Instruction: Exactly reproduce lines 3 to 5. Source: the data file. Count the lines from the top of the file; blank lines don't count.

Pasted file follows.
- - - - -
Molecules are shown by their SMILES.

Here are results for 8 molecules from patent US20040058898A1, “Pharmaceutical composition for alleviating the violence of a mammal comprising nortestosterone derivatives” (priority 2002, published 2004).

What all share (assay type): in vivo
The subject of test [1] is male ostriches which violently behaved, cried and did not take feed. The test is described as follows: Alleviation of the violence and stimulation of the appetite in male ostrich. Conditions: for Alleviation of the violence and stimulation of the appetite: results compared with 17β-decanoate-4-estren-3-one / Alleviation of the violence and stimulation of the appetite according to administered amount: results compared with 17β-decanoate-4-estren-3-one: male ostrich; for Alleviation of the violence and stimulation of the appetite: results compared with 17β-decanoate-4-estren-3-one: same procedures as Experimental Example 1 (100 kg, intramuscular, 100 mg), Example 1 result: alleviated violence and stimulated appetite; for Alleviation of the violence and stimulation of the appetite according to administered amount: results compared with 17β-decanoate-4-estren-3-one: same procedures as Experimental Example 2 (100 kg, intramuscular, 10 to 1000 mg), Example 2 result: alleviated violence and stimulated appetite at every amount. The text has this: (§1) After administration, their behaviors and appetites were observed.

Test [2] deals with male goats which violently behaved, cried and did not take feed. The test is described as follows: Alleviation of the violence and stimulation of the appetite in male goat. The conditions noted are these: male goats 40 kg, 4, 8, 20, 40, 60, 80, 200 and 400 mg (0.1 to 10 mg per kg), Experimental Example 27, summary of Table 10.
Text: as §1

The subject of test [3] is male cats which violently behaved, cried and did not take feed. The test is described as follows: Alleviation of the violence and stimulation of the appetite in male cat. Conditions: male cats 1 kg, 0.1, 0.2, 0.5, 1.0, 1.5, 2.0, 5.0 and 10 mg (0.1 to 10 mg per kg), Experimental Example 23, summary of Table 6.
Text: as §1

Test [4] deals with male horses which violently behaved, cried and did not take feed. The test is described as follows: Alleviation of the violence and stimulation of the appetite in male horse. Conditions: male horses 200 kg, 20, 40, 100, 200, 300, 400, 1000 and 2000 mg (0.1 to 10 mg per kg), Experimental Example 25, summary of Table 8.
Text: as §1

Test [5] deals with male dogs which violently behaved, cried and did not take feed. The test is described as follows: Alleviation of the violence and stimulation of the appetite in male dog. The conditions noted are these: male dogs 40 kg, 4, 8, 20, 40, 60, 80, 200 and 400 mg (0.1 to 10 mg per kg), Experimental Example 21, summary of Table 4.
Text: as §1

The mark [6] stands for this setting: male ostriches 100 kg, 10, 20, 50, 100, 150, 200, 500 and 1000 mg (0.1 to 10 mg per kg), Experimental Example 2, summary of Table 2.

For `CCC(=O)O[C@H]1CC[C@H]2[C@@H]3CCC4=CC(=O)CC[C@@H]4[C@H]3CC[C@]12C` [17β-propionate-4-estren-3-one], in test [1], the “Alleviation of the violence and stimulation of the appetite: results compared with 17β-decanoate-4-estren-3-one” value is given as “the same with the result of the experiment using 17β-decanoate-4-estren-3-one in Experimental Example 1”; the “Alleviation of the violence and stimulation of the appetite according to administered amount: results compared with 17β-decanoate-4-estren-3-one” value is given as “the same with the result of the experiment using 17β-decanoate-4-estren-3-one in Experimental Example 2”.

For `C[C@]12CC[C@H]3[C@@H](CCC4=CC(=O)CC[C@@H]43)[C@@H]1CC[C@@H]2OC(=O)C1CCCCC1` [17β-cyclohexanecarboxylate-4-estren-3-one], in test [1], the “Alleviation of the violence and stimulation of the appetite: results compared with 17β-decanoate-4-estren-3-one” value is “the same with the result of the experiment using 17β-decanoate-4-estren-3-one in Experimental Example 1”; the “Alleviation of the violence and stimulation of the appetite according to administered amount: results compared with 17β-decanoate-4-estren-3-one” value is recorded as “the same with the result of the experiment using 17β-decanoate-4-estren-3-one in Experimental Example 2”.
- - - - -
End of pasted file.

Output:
What all share (assay type): in vivo
The subject of test [1] is male ostriches which violently behaved, cried and did not take feed. The test is described as follows: Alleviation of the violence and stimulation of the appetite in male ostrich. Conditions: for Alleviation of the violence and stimulation of the appetite: results compared with 17β-decanoate-4-estren-3-one / Alleviation of the violence and stimulation of the appetite according to administered amount: results compared with 17β-decanoate-4-estren-3-one: male ostrich; for Alleviation of the violence and stimulation of the appetite: results compared with 17β-decanoate-4-estren-3-one: same procedures as Experimental Example 1 (100 kg, intramuscular, 100 mg), Example 1 result: alleviated violence and stimulated appetite; for Alleviation of the violence and stimulation of the appetite according to administered amount: results compared with 17β-decanoate-4-estren-3-one: same procedures as Experimental Example 2 (100 kg, intramuscular, 10 to 1000 mg), Example 2 result: alleviated violence and stimulated appetite at every amount. The text has this: (§1) After administration, their behaviors and appetites were observed.

Test [2] deals with male goats which violently behaved, cried and did not take feed. The test is described as follows: Alleviation of the violence and stimulation of the appetite in male goat. The conditions noted are these: male goats 40 kg, 4, 8, 20, 40, 60, 80, 200 and 400 mg (0.1 to 10 mg per kg), Experimental Example 27, summary of Table 10.